Once Malwarebytes opens, click on the scan now button and wait for the process to finish. It will scan your computer’s storage for all the possible malware and Trojan viruses, and give you a damage report.
It will automatically select the programs which are deemed to be malware or Trojans and are responsible for that Win32:Evo-gen message that we have been getting.
Select the option that says quarantine selected. This will send all those malicious files and programs to a quarantine zone in your disk, which you can later navigate to and clean out the contents.
That should hopefully work, but if you find it difficult to clean it because you can’t find the quarantined zone, not to worry mate! Because even if you didn’t get the virus dumpster of your system yourself, step 2 has your cover.
Use a cleaner to clear out the quarantined malware and other junk
That was a long subheading, I know. But you need not do all the manual work in your venture to eliminate the Win32:Evo-gen error. There are plenty of cleaner software freely available throughout the internet.
Just get one, like Piriform CCleaner and clear out all the crap from your system. Along with the junk and other useless files from your system, these cleaners also clear the quarantined files and directories as well.
However, if you can’t be asked to download a separate software alongside a malware detector, then you should check out some malware detectors that directly clean out suspicious files.
However, the might be a little bit slower than usual. I would suggest some excellent software like HitmanPro. Yes, it’s a “pro,” meaning that it is a premium software.
But you can still use the trial version for 30 days I think that should be good enough for a periodic cleaning to remove the Win32:Evo-gen virus message.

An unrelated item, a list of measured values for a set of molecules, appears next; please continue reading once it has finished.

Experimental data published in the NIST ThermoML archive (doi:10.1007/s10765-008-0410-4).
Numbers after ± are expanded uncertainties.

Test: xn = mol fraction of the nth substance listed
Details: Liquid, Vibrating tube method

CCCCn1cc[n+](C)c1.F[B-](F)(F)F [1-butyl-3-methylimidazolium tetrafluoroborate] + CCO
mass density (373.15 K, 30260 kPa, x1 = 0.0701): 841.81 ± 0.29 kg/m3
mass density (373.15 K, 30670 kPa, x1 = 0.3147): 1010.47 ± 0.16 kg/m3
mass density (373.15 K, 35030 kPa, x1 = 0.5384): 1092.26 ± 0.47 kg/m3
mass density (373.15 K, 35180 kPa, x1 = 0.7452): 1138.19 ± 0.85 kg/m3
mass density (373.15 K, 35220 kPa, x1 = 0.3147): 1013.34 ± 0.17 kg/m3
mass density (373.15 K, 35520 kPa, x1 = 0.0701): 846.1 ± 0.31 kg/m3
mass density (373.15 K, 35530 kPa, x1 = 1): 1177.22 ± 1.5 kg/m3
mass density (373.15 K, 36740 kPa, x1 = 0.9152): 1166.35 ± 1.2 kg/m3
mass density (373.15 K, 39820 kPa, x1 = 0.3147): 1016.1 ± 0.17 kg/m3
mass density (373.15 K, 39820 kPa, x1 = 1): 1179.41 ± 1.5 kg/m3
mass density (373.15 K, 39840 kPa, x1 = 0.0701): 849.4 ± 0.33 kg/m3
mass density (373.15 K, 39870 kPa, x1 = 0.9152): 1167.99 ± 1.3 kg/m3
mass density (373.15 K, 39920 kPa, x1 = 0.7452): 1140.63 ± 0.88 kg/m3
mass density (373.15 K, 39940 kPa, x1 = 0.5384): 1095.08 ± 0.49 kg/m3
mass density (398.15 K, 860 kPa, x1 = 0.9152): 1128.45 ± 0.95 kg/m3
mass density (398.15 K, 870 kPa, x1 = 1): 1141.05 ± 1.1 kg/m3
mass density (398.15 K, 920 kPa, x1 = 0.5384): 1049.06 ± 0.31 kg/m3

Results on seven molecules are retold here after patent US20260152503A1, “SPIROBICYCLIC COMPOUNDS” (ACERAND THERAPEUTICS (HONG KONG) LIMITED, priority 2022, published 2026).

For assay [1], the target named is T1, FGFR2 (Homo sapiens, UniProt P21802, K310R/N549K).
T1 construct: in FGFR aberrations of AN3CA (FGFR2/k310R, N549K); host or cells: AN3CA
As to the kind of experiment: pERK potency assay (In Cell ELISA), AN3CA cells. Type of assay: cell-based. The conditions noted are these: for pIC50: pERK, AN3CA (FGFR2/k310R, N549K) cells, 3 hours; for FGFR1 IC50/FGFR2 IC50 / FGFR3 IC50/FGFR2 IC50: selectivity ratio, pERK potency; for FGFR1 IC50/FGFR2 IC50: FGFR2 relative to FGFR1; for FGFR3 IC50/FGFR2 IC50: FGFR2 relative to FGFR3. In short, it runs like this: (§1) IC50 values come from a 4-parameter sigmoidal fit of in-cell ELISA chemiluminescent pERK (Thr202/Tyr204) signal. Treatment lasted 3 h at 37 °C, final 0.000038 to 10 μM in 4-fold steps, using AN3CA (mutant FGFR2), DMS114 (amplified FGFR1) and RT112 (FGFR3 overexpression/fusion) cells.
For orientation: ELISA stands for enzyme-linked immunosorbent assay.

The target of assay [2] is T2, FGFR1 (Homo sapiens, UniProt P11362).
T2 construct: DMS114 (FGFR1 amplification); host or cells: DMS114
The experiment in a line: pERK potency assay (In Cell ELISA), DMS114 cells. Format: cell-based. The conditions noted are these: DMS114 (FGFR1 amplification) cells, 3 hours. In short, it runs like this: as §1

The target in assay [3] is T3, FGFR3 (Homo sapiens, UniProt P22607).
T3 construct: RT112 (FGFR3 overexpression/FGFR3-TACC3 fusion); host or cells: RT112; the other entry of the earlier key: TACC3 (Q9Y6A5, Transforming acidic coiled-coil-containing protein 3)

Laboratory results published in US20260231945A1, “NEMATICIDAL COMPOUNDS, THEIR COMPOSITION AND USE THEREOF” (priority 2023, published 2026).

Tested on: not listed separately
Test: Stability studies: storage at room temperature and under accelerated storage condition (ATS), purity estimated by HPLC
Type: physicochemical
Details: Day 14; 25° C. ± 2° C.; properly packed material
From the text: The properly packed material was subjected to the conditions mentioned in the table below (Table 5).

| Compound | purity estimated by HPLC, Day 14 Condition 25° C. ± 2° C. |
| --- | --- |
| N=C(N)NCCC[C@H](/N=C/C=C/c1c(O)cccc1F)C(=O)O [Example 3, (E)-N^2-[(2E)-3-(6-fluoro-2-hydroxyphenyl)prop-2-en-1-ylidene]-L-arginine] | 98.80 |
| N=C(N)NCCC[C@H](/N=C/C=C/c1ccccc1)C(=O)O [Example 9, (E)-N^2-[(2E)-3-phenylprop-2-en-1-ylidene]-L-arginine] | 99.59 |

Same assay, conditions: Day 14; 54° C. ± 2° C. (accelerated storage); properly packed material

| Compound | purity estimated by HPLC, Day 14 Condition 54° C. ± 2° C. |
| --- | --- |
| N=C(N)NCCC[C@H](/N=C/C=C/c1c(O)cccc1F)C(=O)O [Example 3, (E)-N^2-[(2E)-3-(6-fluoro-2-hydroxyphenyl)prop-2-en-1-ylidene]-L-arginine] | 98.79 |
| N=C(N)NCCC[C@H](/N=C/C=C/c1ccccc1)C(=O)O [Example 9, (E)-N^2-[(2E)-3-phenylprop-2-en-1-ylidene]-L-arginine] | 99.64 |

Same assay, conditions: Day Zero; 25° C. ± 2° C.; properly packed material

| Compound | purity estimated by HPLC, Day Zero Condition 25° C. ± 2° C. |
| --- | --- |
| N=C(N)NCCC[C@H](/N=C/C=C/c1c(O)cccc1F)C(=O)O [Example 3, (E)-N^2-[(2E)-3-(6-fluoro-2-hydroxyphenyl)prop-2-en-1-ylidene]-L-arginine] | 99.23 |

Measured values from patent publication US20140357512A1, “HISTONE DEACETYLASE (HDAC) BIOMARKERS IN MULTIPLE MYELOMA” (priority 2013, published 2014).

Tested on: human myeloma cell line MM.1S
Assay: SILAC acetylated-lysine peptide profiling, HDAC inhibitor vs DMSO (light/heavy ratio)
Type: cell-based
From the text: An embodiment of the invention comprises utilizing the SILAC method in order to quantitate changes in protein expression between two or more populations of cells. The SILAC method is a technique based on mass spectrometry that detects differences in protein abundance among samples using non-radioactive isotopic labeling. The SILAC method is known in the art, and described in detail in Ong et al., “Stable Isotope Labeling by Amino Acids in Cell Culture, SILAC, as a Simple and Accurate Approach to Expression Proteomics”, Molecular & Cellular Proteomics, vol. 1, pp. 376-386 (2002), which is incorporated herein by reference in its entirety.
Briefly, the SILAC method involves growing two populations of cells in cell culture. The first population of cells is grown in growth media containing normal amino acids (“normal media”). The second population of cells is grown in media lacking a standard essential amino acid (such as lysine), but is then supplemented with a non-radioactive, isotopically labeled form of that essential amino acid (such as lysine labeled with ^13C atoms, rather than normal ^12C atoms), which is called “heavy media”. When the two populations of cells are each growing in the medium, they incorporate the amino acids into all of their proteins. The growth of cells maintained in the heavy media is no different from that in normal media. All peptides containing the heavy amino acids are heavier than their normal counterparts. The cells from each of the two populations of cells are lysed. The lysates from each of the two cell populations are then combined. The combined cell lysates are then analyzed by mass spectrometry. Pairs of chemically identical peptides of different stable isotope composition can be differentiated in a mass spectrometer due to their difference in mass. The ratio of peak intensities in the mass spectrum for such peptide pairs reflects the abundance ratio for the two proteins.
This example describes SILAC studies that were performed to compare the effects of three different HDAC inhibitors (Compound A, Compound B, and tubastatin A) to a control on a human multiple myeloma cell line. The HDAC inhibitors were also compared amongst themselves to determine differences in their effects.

So, go ahead and download HitmanPro software. There is no installation process for this software. It just opens up as soon as you click on the downloaded exe file. When the window opens up, just click on the next button.
HitmanPro software will begin scanning your system and lists all the malware found. But there is an option, whether to quarantine this or delete this straight away.
Select the delete option from the drop-down menu that says “action” for the program, and hit next. It will ask you for an activation at this point. Just select the free trial option and move ahead with the process.
It will delete all the software suspected to be Trojans and rid your system from the Win32:Evo-gen virus message.
These are two of the easiest ways to remove the win32 evo-gen susp virus message from your infected Windows System. The next time you go browsing the web, be careful what you click on.
If you are concerned that you might make the same mistakes again, do yourself a favor and reset your browser’s preferences. Clear them and set them back to default, then start playing around with only the settings that you want to change.
Leave the rest as it is, and only accept cookies from sites if they specifically ask you to enable them. If not, keep it disabled. Safe browsing mates, cheers!